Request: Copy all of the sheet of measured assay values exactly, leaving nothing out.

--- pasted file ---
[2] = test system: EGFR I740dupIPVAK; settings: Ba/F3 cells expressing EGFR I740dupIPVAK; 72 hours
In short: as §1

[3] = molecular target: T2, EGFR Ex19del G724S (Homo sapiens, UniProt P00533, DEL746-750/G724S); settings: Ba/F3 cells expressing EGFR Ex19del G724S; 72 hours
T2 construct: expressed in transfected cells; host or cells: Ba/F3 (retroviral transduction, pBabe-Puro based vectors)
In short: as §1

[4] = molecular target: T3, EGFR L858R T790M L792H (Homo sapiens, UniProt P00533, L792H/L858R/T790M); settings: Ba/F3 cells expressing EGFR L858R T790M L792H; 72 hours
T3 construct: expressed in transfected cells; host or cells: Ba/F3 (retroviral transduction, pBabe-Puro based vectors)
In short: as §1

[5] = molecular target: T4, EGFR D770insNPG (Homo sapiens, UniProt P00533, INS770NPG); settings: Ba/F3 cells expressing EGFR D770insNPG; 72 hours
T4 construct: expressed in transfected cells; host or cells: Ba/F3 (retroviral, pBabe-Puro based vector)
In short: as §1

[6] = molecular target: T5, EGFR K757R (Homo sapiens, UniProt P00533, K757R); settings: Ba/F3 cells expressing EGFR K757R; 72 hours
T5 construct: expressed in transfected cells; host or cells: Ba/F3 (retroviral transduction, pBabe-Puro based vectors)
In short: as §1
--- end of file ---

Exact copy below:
[2] = test system: EGFR I740dupIPVAK; settings: Ba/F3 cells expressing EGFR I740dupIPVAK; 72 hours
In short: as §1

[3] = molecular target: T2, EGFR Ex19del G724S (Homo sapiens, UniProt P00533, DEL746-750/G724S); settings: Ba/F3 cells expressing EGFR Ex19del G724S; 72 hours
T2 construct: expressed in transfected cells; host or cells: Ba/F3 (retroviral transduction, pBabe-Puro based vectors)
In short: as §1

[4] = molecular target: T3, EGFR L858R T790M L792H (Homo sapiens, UniProt P00533, L792H/L858R/T790M); settings: Ba/F3 cells expressing EGFR L858R T790M L792H; 72 hours
T3 construct: expressed in transfected cells; host or cells: Ba/F3 (retroviral transduction, pBabe-Puro based vectors)
In short: as §1

[5] = molecular target: T4, EGFR D770insNPG (Homo sapiens, UniProt P00533, INS770NPG); settings: Ba/F3 cells expressing EGFR D770insNPG; 72 hours
T4 construct: expressed in transfected cells; host or cells: Ba/F3 (retroviral, pBabe-Puro based vector)
In short: as §1

[6] = molecular target: T5, EGFR K757R (Homo sapiens, UniProt P00533, K757R); settings: Ba/F3 cells expressing EGFR K757R; 72 hours
T5 construct: expressed in transfected cells; host or cells: Ba/F3 (retroviral transduction, pBabe-Puro based vectors)
In short: as §1